Friday, we visited Kang Rhee's karate studio
for a free tour and demonstration by Kang Rhee, Elvis' former instructor.
An aging southern belle greeted us and said we must wait for the arrival
of a busload of Japanese tourists. To kill time, we looked at the wall
of photos that depicted Elvis in various karate poses. The photos were
for sale, of course, along with TCB (Elvis' motto--Taking Care of Business
in a Flash) patches like Elvis wore on his uniform. The Japanese arrived
and processed in single-file order, sitting along the edge of the studio.
Mr. Rhee appeared from behind a beaded curtain and told us anecdotes about
life with Elvis, such as the time Elvis bought him a Cadillac and the
time the King went to do a high kick and split his pants. He seemed very
grateful for his time with Elvis. The Japanese tourists listened quietly
and many videotaped the presentation. Mr. Rhee gave a brief demonstration
and then invited us back to his office, where we posed for photos draped
in Elvis' XXL karate belt.
The climax of Elvis Week, the Candlelight Vigil, was slated to begin at 9:00 P.M. that Friday. We arrived around 8:00 P.M and joined the line that was already snaking up and down over a three block area of Elvis Presley Blvd. The street had been closed to traffic for the night. Many people sat on blankets or in lawn chairs along the street and near the visitors center. In front of us in line, there were two female college students from CA and one of their mothers, who had the foresight to bring her knitting. We realized we were in for a long wait. Behind us, three generations of Elvis fans -- grandma, mom, and daughter -- waited patiently.
Behind them, three Elvis impersonators--old Elvis (see photo of him sitting on the curb), young Elvis, and Japanese Elvis entertained the crowd, harmonizing on Elvis' gospel favorites. The mood was respectful and celebratory. The opening ceremony began shortly after 9:00 P.M. but we were too far away to hear it. We raised our candles and lit them when everyone else did. Then we watched as people slowly began to process up the walk and toward the mansion. The Candlelight Vigil protocol brochure instructed vigil-goers to form a single-file line, keep moving, and resist the urge to pause at the grave. Apparently, no-one paid attention or else they couldn't read, because the line barely moved. Our feet begged for mercy. We took breaks and sat on the curbs or the street.
Around midnight, the CA girls gave up, truly bitter about the wait. Chrissy and I remained resolute, shifting our weight from foot to foot, bolstered by the enthusiasm of the singing Elvii behind us. We got excited when we reached the grafittied Graceland wall, which gave us something to read and something to lean on. Around 1:30 A.M. we reached the gates and lit our candles off the torches held by Graceland staff. We filed past the honor guard of fan club members whose somber faces glowed in the light of their candles. We processed up the winding drive and around the house to the meditation garden. There seemed to be twice as many floral displays as yesterday, including a four foot pile of roses at the foot of Elvis' grave. Some women were weeping. Their men pushed them along. The somber mood was broken by the Graceland employees who kept whispering "keep the line moving." It was 2:30 A.M. when we left the graveside, having spent less than a minute there after waiting six and a half hours for the privilege. My feet felt like bloody stumps.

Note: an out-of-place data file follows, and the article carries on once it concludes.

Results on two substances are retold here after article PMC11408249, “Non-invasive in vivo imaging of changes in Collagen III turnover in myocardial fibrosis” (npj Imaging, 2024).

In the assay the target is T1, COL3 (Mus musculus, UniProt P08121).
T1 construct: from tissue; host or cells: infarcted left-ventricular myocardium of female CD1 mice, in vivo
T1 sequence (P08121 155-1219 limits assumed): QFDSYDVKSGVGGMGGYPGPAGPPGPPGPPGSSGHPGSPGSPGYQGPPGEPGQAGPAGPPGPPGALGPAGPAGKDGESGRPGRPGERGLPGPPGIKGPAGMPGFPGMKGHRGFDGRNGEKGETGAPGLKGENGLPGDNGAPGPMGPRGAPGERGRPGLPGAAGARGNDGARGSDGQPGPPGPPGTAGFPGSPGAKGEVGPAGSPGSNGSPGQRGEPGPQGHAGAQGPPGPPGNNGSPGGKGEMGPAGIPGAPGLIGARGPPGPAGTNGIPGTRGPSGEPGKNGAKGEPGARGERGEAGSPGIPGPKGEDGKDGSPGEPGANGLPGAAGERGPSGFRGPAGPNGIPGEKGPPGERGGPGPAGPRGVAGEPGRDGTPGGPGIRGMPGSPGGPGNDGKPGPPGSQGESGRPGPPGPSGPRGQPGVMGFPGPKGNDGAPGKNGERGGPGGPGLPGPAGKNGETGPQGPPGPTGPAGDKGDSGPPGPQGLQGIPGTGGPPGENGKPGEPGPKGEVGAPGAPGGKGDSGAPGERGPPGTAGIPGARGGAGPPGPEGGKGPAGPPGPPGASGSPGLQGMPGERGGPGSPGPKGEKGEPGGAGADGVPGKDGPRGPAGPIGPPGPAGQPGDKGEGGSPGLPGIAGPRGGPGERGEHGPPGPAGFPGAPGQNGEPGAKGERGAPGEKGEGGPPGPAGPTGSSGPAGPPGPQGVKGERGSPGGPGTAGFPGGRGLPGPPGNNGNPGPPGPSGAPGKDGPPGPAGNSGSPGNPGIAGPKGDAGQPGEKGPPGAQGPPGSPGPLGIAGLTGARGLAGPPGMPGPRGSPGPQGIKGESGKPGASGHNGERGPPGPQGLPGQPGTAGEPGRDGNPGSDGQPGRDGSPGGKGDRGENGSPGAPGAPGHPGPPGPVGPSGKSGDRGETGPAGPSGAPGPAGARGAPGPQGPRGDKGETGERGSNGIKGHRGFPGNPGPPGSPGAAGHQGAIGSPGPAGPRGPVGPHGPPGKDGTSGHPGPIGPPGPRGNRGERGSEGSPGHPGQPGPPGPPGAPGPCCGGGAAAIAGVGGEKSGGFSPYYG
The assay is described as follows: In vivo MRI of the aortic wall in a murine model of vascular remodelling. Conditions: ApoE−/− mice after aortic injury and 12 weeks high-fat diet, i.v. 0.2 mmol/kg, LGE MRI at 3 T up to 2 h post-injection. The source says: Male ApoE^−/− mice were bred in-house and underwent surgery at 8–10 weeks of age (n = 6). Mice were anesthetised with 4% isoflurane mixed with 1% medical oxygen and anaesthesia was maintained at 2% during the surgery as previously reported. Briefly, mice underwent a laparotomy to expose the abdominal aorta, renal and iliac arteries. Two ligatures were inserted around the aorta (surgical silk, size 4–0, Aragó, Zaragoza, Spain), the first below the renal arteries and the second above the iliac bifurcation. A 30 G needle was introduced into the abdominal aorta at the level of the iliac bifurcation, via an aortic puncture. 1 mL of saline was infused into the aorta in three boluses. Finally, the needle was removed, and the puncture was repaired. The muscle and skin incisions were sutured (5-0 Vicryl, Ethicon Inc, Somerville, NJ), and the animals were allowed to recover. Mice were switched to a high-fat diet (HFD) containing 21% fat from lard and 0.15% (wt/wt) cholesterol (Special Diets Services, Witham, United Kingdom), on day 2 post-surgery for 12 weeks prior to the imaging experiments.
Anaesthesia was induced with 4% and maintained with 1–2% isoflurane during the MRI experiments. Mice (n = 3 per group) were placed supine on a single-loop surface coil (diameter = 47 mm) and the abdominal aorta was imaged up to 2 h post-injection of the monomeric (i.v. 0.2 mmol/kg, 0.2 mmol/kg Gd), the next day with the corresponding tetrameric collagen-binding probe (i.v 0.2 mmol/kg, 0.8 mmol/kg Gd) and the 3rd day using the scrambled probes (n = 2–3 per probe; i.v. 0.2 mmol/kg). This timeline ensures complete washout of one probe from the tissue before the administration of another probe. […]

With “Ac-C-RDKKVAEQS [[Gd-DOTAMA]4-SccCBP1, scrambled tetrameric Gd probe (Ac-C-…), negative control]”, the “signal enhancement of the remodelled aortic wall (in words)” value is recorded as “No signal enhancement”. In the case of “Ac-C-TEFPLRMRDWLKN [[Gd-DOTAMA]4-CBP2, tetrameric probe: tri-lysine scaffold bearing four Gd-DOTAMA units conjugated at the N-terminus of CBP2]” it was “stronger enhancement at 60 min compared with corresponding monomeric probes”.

Was it worth it? I wondered. I caught myself thinking,
"If Elvis died for my sins, the least I can do is offer up a little
suffering to pay my respects." The solemnity of the event was more
than a little creepy. But, in the end, I didn't feel it was wholly sacrilegious,
nor did I feel that Elvis had been elevated to godlike status. I think
Elvis Week is about nostalgia and community. It's a chance for the bored
housewife to tell people about the time she went to a concert and Elvis
threw her his sweaty scarf and have listeners who actually care. It's
a chance for the town freak who still wears long sideburns and curls his
lip to find thousands like himself. And it's a chance for a jaded gen-xer
to declare, "I voted for the fat Elvis stamp and I'm not ashamed"
and hear a chorus of "Amens."
Elvis, Elvis Presley, and Graceland are Registered Trademarks of Elvis Presley Enterprises, Inc. Copyright 1996 E.P.E., Inc. and are in no way associated or represented on or by these pages. Every American should visit Graceland and my travelogue is only intended to whet your appetite for the religious experience.